In UX interviews, troubleshooting is usually easier than you think. Here’s a list of common problems that happen and what you can do to fix those issues:
Common Problem 1: I keep applying online, but don’t get any anyone emailing me or setting up a meeting.
This may be due to a number of factors:
- You aren’t applying enough (mentioned earlier). Apply more often.
- The company is EXTREMELY slow (they’ve got other things going on!) and/or you have been put on the bottom of the stack. Try and follow up with recruiters at the company or other contacts at the company via LinkedIn.
- If you are a seasoned UX professional, you may overqualified for your position. Take a hard look at the position and your resume, scale down and customize as needed.
- You are doing online only! A LOT of positions come as a result of knowing someone or talking to independent recruiters who are connected to companies seeking candidates. Reach out to recruiters via LinkedIn and start networking with people you know and asking for introductions.
- If you are a good fit for the position, it could be your resume or portfolio are not compelling enough! Seek the advice of recruiters or other senior UX designers to get their honest feedback.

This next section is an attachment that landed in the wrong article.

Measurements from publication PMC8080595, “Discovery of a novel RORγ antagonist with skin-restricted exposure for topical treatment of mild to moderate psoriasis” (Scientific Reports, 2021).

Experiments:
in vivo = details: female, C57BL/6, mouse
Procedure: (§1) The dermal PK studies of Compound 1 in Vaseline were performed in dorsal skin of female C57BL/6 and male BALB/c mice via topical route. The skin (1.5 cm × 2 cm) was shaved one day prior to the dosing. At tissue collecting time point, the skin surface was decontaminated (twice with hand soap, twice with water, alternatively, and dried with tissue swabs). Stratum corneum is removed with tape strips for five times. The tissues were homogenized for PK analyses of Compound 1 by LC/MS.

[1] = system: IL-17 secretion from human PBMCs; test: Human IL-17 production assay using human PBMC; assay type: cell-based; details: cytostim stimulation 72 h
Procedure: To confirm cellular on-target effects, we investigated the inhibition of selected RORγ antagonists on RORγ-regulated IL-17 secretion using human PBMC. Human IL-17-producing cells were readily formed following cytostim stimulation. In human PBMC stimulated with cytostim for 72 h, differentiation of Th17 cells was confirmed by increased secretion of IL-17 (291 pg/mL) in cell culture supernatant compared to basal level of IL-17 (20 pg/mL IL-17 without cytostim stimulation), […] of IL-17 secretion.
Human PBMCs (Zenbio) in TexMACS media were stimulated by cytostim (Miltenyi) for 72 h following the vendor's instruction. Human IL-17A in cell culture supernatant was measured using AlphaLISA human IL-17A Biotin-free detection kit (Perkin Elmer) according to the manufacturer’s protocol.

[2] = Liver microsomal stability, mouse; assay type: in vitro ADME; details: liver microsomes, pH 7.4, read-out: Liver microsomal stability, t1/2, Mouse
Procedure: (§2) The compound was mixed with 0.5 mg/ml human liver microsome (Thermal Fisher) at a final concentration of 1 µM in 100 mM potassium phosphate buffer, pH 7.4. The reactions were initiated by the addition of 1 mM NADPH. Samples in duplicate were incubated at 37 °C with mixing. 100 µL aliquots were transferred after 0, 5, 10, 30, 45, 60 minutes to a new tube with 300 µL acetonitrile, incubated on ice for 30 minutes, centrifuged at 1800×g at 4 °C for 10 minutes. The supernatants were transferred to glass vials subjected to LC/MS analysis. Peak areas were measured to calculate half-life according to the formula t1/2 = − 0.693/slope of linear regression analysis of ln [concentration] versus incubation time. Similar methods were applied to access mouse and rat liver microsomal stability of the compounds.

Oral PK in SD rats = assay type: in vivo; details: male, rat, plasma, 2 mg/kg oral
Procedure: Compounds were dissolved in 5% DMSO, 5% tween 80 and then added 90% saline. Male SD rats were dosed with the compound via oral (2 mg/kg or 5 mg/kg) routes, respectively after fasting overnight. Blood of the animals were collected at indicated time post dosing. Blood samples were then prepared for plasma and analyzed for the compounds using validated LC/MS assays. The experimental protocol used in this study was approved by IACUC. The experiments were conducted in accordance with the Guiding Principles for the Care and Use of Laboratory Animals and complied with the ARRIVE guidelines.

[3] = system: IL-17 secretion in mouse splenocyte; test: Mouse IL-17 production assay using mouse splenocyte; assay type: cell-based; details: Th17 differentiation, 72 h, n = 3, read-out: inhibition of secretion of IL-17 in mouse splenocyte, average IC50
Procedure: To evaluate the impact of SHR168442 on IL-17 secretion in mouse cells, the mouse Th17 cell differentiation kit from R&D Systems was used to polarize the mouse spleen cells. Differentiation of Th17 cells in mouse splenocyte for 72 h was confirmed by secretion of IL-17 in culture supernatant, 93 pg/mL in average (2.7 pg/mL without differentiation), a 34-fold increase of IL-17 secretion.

- You are under qualified! This means you need to take on freelance projects, get additional schooling, or build up your skills. Recruiters and senior UX colleagues may be good guides to help you feel more confident in your skills and showcase that appropriately.
Common Problem 2: I got the phone screen with the recruiter, but didn’t move further than that!
This may be due to a number of factors:
- Could it be your salary is out of range and scared them away?
- Could it be you didn’t project enough confidence on the call? Create a list of common UX interview questions (google them online) and come up with answers that are congruent to you.
- Perhaps you didn’t show them what they needed to see in your portfolio. You have to reflect on what didn’t work and focus on fixing that.
- The company is weird/nuts/insane. Sometimes the person on the other line doesn’t connect with you because you two aren’t a good fit. Either way, I wouldn’t sweat that too much. Next!
Common Problem 3: I got the interview with the team, but they didn’t invite me back!
This may be due to a number of factors:
- This one is a bit tougher. You have to reflect where things went poorly. Sometimes it could be just that you answered one question wrong. Could be your presentation wasn’t compelling. Could be you didn’t do a great job during the design challenge they set up for you. Could be you got tired. Whatever it is — this is ALL free feedback to make you better next time! You can always ask the recruiter for a reason why they didn’t hire you. Sometimes they’ll give it sometimes they won’t. Either way, it doesn’t hurt to ask.